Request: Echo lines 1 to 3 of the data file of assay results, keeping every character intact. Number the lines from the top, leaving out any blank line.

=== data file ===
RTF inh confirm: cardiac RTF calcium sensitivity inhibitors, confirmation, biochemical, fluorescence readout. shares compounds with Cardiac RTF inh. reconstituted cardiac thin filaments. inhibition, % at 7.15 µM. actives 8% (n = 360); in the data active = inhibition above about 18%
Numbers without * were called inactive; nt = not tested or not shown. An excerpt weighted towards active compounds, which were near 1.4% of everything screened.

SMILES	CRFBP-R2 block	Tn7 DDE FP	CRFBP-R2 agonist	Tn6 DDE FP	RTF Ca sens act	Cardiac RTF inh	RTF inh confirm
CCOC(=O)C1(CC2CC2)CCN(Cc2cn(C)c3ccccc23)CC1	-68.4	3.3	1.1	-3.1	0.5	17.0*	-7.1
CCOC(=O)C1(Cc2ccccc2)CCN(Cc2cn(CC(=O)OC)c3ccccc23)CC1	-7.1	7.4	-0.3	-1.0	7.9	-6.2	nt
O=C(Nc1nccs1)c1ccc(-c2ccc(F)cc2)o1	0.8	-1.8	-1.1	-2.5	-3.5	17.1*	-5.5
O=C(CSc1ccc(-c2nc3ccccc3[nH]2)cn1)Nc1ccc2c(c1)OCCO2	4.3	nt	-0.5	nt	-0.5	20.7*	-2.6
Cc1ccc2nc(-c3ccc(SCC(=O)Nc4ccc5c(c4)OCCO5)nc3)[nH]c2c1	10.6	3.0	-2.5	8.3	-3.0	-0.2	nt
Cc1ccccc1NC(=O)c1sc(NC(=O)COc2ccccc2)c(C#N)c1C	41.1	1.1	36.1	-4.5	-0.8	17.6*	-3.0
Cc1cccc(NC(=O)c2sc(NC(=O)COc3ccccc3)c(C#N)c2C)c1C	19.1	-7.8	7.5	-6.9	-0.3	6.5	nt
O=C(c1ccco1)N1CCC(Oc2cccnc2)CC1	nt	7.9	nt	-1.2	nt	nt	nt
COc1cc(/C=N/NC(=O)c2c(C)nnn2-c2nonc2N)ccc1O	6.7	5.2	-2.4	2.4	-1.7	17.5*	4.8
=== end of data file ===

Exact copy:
RTF inh confirm: cardiac RTF calcium sensitivity inhibitors, confirmation, biochemical, fluorescence readout. shares compounds with Cardiac RTF inh. reconstituted cardiac thin filaments. inhibition, % at 7.15 µM. actives 8% (n = 360); in the data active = inhibition above about 18%
Numbers without * were called inactive; nt = not tested or not shown. An excerpt weighted towards active compounds, which were near 1.4% of everything screened.

SMILES	CRFBP-R2 block	Tn7 DDE FP	CRFBP-R2 agonist	Tn6 DDE FP	RTF Ca sens act	Cardiac RTF inh	RTF inh confirm